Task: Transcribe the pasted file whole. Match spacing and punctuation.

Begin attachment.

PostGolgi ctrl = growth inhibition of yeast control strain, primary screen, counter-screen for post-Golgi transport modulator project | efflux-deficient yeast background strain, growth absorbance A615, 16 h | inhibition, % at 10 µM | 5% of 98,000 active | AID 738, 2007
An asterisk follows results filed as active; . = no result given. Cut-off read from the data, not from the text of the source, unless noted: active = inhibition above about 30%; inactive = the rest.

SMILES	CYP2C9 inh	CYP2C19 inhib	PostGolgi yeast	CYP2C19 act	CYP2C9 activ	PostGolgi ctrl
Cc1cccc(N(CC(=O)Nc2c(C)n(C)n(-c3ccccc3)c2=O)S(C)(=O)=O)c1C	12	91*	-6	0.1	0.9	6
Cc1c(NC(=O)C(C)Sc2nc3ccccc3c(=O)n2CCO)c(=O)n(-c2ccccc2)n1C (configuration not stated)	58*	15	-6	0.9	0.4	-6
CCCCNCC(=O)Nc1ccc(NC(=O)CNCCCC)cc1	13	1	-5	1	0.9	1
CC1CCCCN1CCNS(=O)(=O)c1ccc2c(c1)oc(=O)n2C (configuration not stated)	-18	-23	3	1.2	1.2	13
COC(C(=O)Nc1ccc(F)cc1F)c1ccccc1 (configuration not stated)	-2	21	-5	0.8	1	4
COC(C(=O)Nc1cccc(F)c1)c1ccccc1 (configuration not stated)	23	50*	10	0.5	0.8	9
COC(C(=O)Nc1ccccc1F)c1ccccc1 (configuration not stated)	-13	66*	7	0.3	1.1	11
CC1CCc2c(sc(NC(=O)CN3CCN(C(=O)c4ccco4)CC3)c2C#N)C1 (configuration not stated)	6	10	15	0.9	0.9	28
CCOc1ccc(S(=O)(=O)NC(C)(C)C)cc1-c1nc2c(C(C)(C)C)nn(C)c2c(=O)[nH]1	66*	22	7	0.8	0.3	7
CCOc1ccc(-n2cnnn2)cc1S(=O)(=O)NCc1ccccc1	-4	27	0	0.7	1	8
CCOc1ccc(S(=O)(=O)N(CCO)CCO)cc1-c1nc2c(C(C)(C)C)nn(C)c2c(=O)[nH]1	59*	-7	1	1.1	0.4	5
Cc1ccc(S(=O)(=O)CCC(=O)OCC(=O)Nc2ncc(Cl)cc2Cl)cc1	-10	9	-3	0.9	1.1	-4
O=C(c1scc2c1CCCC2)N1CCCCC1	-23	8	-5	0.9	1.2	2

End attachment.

PostGolgi ctrl = growth inhibition of yeast control strain, primary screen, counter-screen for post-Golgi transport modulator project | efflux-deficient yeast background strain, growth absorbance A615, 16 h | inhibition, % at 10 µM | 5% of 98,000 active | AID 738, 2007
An asterisk follows results filed as active; . = no result given. Cut-off read from the data, not from the text of the source, unless noted: active = inhibition above about 30%; inactive = the rest.

SMILES	CYP2C9 inh	CYP2C19 inhib	PostGolgi yeast	CYP2C19 act	CYP2C9 activ	PostGolgi ctrl
Cc1cccc(N(CC(=O)Nc2c(C)n(C)n(-c3ccccc3)c2=O)S(C)(=O)=O)c1C	12	91*	-6	0.1	0.9	6
Cc1c(NC(=O)C(C)Sc2nc3ccccc3c(=O)n2CCO)c(=O)n(-c2ccccc2)n1C (configuration not stated)	58*	15	-6	0.9	0.4	-6
CCCCNCC(=O)Nc1ccc(NC(=O)CNCCCC)cc1	13	1	-5	1	0.9	1
CC1CCCCN1CCNS(=O)(=O)c1ccc2c(c1)oc(=O)n2C (configuration not stated)	-18	-23	3	1.2	1.2	13
COC(C(=O)Nc1ccc(F)cc1F)c1ccccc1 (configuration not stated)	-2	21	-5	0.8	1	4
COC(C(=O)Nc1cccc(F)c1)c1ccccc1 (configuration not stated)	23	50*	10	0.5	0.8	9
COC(C(=O)Nc1ccccc1F)c1ccccc1 (configuration not stated)	-13	66*	7	0.3	1.1	11
CC1CCc2c(sc(NC(=O)CN3CCN(C(=O)c4ccco4)CC3)c2C#N)C1 (configuration not stated)	6	10	15	0.9	0.9	28
CCOc1ccc(S(=O)(=O)NC(C)(C)C)cc1-c1nc2c(C(C)(C)C)nn(C)c2c(=O)[nH]1	66*	22	7	0.8	0.3	7
CCOc1ccc(-n2cnnn2)cc1S(=O)(=O)NCc1ccccc1	-4	27	0	0.7	1	8
CCOc1ccc(S(=O)(=O)N(CCO)CCO)cc1-c1nc2c(C(C)(C)C)nn(C)c2c(=O)[nH]1	59*	-7	1	1.1	0.4	5
Cc1ccc(S(=O)(=O)CCC(=O)OCC(=O)Nc2ncc(Cl)cc2Cl)cc1	-10	9	-3	0.9	1.1	-4
O=C(c1scc2c1CCCC2)N1CCCCC1	-23	8	-5	0.9	1.2	2